Sustainable Growth:

Systemic Innovation

Cross-Functional Teams

Driving Systemic Innovation and Mutual Problem Solving

By: Vadim Kotelnikov

Founder, Ten3 Business e-Coach Inspiration and Innovation unlimited!

 

"What you need is a fundamental humility the belief that you can learn from anyone."

Clayton Christensen

 

 

Enterprise-wide Business Process Management Cross-functional Teams Traditional Management Model Managrial Leadership Paradigms Ten3 Business e-Coach: why, what, and how NEW MANAGEMENT MODEL: Shift from Functional To Cross-Functional Paradigm, Empowering Cross-Functional Teams

Effective Innovation Process

7 Lessons from Silicon Valley Firms

  1. Make cross-functional involvement the path of least resistance... More

Why New Products Fail?

  • Cross-functional teams are weak or insufficiently empowered... More

New Product Development (NPD)

10 Characteristics of the Most Successful Companies

5 Strategies for Creating a Culture for Innovation

The Jazz of Innovation

11 Practice Tips

  1. Build cross-functional expertise to harness the power of diversity and discover synergies. Develop cross-functional individuals. Shuffle portfolios. Establish diverse cross-functional innovation teams... More

Key Tasks Implemented by Cross-functional Teams

Managing Continuous & Organization-wide Change

Systemic Innovation: 7 Areas

Implementing Specific Time-bound Tasks

3 Strategies of Market Leaders

LEADING INNOVATION: Empowering Cross-Functional Teams

Building a Team Culture

10 Action Areas

  1. Empower teams... More

9 Roles of a Team Leader

 

 

 

Cross-functional Team Defined

Cross-functional team is a group of employees from various functional areas of the organization research, engineering, marketing, finance. human resources, and operations, for example who are all focused on a specific objective and are responsible to work as a team to improve coordination and innovation across divisions and resolve mutual problems.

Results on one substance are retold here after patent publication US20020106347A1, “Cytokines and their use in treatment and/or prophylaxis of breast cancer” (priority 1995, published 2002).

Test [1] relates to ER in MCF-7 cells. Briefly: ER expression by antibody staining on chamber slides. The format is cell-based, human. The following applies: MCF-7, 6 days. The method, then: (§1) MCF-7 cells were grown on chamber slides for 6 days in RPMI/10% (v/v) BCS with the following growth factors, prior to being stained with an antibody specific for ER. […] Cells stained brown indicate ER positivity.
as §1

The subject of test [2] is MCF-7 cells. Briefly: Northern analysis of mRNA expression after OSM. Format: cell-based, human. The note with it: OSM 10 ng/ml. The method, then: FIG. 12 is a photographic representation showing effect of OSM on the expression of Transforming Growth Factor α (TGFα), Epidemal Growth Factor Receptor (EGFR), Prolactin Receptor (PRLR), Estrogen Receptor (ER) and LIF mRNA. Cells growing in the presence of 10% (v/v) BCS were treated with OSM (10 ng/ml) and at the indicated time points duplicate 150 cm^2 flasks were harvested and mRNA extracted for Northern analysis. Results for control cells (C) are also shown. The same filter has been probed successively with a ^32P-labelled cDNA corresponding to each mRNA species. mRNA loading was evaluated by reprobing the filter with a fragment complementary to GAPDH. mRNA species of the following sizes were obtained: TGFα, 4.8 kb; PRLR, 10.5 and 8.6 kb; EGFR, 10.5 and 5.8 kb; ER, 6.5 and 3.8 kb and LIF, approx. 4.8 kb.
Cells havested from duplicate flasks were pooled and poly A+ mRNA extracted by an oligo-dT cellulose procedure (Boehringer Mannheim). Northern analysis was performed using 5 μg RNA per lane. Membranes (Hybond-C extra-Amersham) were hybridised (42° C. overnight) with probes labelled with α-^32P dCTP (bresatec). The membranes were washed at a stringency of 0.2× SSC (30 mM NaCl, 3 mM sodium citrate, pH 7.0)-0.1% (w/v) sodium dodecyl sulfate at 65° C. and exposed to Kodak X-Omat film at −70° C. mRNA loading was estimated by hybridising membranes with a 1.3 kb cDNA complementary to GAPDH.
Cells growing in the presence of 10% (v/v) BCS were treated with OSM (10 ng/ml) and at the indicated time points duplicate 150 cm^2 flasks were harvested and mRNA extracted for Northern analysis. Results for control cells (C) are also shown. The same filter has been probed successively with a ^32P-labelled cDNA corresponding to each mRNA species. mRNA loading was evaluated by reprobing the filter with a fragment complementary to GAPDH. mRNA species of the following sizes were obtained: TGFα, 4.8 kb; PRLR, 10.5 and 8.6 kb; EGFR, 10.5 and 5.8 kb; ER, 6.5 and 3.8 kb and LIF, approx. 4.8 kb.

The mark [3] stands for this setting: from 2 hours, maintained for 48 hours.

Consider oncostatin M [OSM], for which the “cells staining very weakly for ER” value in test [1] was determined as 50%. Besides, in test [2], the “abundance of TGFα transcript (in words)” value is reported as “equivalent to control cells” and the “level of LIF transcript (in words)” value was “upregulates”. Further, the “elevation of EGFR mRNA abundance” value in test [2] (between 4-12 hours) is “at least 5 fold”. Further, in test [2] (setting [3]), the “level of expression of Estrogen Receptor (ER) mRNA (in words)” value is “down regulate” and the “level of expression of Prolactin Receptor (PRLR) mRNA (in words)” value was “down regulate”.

Why Cross-functional Teams?

To face today's complex challenges, you need to incorporate a wide range of styles, skills, and perspectives. Cross-functional teams are regarded as a means to manage social collaboration and concept creation.

Some examples of cross-functional teams are teams established to:

Customer Success 360

9 Signs of a Losing Organization

  1. Poor Cross-functional Collaboration: functional mindset; lack of cross-functional goals and cross-functional collaboration spirit; functional, not enterprise-wide business process management; no cross-functional management committees; lack of or powerless cross-functional teams... More

Innovation-friendly Organization

Break Down Barriers To Communication

Kaizen Mindset

  • See problem solving as cross-functional systemic and collaborative approach... More

Inspirational Leadership: 10 Roles

  1. Teamwork is essential for competing in today's global arena. Build a star team, not a team of stars. Diversity of thought, perception, background and experience enhance the creativity and innovation. A team should not just be diverse; it has to make the most of it. Involve everyone, facilitate cross-pollination of ideas, build and empower cross-functional teams if you wish to harness the power of diversity. Challenge people from different disciplines and cultures to come up with something better together and achieve creative breakthroughs.... More

INSPIRED TEAM (Ten3 Mini-course, business self-education, slides for training, PowerPoint presentation)